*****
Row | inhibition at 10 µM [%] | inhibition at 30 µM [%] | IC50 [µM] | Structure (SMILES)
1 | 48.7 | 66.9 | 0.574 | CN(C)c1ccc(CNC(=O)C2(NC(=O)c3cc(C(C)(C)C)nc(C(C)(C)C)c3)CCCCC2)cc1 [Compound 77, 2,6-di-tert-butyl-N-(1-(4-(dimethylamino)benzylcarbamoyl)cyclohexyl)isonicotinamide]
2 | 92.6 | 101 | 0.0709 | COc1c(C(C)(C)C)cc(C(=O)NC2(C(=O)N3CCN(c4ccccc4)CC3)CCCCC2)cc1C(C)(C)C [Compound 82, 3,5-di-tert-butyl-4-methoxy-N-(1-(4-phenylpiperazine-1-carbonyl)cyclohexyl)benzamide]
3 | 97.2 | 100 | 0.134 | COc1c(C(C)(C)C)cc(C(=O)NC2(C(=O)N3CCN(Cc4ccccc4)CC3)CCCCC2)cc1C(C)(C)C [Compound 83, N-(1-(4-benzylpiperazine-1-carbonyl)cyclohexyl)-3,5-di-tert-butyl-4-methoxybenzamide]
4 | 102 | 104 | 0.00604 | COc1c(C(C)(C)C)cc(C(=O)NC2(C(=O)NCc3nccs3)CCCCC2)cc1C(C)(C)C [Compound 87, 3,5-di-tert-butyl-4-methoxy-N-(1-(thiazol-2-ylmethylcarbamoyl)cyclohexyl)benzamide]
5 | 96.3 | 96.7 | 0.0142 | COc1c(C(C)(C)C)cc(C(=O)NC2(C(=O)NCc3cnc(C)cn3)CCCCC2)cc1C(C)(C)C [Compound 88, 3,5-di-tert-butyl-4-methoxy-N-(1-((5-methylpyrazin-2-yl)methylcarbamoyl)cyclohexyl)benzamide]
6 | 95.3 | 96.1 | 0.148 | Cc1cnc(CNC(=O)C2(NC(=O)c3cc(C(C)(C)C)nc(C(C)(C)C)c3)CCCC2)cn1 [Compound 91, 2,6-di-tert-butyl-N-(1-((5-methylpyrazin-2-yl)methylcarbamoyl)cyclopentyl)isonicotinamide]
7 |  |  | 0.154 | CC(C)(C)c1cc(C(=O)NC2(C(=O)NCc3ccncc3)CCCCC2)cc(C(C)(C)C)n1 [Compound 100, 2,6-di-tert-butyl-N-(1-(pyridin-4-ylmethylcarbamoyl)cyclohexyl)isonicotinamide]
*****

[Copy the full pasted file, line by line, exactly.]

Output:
Row | inhibition at 10 µM [%] | inhibition at 30 µM [%] | IC50 [µM] | Structure (SMILES)
1 | 48.7 | 66.9 | 0.574 | CN(C)c1ccc(CNC(=O)C2(NC(=O)c3cc(C(C)(C)C)nc(C(C)(C)C)c3)CCCCC2)cc1 [Compound 77, 2,6-di-tert-butyl-N-(1-(4-(dimethylamino)benzylcarbamoyl)cyclohexyl)isonicotinamide]
2 | 92.6 | 101 | 0.0709 | COc1c(C(C)(C)C)cc(C(=O)NC2(C(=O)N3CCN(c4ccccc4)CC3)CCCCC2)cc1C(C)(C)C [Compound 82, 3,5-di-tert-butyl-4-methoxy-N-(1-(4-phenylpiperazine-1-carbonyl)cyclohexyl)benzamide]
3 | 97.2 | 100 | 0.134 | COc1c(C(C)(C)C)cc(C(=O)NC2(C(=O)N3CCN(Cc4ccccc4)CC3)CCCCC2)cc1C(C)(C)C [Compound 83, N-(1-(4-benzylpiperazine-1-carbonyl)cyclohexyl)-3,5-di-tert-butyl-4-methoxybenzamide]
4 | 102 | 104 | 0.00604 | COc1c(C(C)(C)C)cc(C(=O)NC2(C(=O)NCc3nccs3)CCCCC2)cc1C(C)(C)C [Compound 87, 3,5-di-tert-butyl-4-methoxy-N-(1-(thiazol-2-ylmethylcarbamoyl)cyclohexyl)benzamide]
5 | 96.3 | 96.7 | 0.0142 | COc1c(C(C)(C)C)cc(C(=O)NC2(C(=O)NCc3cnc(C)cn3)CCCCC2)cc1C(C)(C)C [Compound 88, 3,5-di-tert-butyl-4-methoxy-N-(1-((5-methylpyrazin-2-yl)methylcarbamoyl)cyclohexyl)benzamide]
6 | 95.3 | 96.1 | 0.148 | Cc1cnc(CNC(=O)C2(NC(=O)c3cc(C(C)(C)C)nc(C(C)(C)C)c3)CCCC2)cn1 [Compound 91, 2,6-di-tert-butyl-N-(1-((5-methylpyrazin-2-yl)methylcarbamoyl)cyclopentyl)isonicotinamide]
7 |  |  | 0.154 | CC(C)(C)c1cc(C(=O)NC2(C(=O)NCc3ccncc3)CCCCC2)cc(C(C)(C)C)n1 [Compound 100, 2,6-di-tert-butyl-N-(1-(pyridin-4-ylmethylcarbamoyl)cyclohexyl)isonicotinamide]